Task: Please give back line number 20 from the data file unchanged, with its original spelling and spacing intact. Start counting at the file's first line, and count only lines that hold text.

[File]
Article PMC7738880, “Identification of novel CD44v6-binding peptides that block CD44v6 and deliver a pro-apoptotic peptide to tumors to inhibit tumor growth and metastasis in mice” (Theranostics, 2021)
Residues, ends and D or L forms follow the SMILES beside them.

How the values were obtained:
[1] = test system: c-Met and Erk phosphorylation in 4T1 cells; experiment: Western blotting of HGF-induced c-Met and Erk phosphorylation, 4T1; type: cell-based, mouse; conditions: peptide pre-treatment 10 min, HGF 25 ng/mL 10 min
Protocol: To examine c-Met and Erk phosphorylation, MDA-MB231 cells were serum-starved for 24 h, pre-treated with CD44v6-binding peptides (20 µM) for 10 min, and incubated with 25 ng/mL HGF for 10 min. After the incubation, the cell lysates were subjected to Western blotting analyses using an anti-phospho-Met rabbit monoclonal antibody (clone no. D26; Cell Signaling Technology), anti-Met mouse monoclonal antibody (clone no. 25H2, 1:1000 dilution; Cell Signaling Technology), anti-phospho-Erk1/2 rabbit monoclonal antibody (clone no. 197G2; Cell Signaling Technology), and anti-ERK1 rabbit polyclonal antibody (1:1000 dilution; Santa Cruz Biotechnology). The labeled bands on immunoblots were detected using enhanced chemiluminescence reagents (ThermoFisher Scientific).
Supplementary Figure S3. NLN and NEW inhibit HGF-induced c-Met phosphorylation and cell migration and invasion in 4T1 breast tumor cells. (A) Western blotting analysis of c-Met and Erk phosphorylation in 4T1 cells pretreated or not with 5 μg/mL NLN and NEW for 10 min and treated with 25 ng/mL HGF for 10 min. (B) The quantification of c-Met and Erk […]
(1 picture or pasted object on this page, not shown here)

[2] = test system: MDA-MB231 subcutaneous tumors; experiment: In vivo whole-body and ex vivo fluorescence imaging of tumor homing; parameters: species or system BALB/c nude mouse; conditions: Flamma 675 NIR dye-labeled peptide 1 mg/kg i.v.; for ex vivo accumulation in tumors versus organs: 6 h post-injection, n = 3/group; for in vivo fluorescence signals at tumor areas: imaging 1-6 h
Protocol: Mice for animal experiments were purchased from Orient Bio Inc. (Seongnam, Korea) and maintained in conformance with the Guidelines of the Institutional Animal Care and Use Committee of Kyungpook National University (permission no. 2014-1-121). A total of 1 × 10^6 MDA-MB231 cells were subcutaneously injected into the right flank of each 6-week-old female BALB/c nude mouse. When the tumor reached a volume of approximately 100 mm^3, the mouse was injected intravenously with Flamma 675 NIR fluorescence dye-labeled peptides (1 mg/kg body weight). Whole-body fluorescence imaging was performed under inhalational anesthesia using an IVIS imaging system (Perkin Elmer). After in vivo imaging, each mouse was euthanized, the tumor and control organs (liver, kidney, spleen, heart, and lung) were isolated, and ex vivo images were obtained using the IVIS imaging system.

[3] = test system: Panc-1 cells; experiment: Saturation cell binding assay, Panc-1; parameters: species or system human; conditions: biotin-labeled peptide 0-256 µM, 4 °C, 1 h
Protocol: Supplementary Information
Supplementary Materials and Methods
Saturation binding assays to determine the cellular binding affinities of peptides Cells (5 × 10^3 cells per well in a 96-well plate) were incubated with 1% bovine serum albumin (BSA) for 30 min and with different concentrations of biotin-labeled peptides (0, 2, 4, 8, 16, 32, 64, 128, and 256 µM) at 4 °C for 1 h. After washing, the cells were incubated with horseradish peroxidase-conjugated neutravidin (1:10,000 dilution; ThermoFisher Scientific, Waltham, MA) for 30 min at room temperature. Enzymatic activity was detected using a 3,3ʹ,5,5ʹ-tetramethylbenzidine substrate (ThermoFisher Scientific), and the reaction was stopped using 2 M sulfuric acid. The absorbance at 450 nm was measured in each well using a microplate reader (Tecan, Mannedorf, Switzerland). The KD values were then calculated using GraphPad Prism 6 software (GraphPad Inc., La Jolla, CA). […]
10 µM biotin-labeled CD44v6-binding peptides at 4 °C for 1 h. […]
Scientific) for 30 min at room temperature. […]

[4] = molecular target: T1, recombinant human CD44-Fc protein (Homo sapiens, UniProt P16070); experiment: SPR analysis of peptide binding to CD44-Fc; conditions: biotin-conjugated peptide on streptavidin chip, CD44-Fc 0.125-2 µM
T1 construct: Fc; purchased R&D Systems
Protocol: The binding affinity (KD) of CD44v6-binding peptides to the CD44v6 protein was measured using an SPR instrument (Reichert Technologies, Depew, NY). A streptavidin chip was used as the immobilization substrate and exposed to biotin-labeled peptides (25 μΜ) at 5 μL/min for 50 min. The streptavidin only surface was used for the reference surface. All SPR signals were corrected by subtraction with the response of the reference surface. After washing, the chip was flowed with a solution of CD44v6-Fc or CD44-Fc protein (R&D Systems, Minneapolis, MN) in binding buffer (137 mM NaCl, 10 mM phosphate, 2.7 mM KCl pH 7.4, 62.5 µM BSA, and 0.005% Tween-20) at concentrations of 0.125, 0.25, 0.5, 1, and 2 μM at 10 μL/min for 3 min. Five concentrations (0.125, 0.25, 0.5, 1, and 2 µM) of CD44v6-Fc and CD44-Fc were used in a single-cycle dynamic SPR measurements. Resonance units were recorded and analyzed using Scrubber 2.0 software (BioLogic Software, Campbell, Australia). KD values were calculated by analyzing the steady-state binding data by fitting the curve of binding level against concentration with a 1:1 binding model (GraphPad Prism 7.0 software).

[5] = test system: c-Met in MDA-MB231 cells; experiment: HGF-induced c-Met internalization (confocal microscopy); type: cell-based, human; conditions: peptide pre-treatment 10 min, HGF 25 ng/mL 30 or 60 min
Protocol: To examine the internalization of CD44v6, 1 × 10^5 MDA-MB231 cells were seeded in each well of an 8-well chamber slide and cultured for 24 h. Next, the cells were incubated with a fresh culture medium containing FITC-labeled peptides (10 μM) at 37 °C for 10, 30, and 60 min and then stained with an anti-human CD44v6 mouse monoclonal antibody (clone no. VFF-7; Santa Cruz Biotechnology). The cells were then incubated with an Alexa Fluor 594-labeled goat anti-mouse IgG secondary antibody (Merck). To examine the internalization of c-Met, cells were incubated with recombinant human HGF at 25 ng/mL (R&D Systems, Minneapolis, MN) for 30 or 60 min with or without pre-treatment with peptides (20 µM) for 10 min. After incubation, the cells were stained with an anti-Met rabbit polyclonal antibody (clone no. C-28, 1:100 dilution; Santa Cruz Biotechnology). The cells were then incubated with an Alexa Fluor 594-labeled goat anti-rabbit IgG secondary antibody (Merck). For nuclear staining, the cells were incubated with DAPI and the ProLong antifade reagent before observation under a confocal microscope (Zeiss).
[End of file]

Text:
Protocol: To examine the internalization of CD44v6, 1 × 10^5 MDA-MB231 cells were seeded in each well of an 8-well chamber slide and cultured for 24 h. Next, the cells were incubated with a fresh culture medium containing FITC-labeled peptides (10 μM) at 37 °C for 10, 30, and 60 min and then stained with an anti-human CD44v6 mouse monoclonal antibody (clone no. VFF-7; Santa Cruz Biotechnology). The cells were then incubated with an Alexa Fluor 594-labeled goat anti-mouse IgG secondary antibody (Merck). To examine the internalization of c-Met, cells were incubated with recombinant human HGF at 25 ng/mL (R&D Systems, Minneapolis, MN) for 30 or 60 min with or without pre-treatment with peptides (20 µM) for 10 min. After incubation, the cells were stained with an anti-Met rabbit polyclonal antibody (clone no. C-28, 1:100 dilution; Santa Cruz Biotechnology). The cells were then incubated with an Alexa Fluor 594-labeled goat anti-rabbit IgG secondary antibody (Merck). For nuclear staining, the cells were incubated with DAPI and the ProLong antifade reagent before observation under a confocal microscope (Zeiss).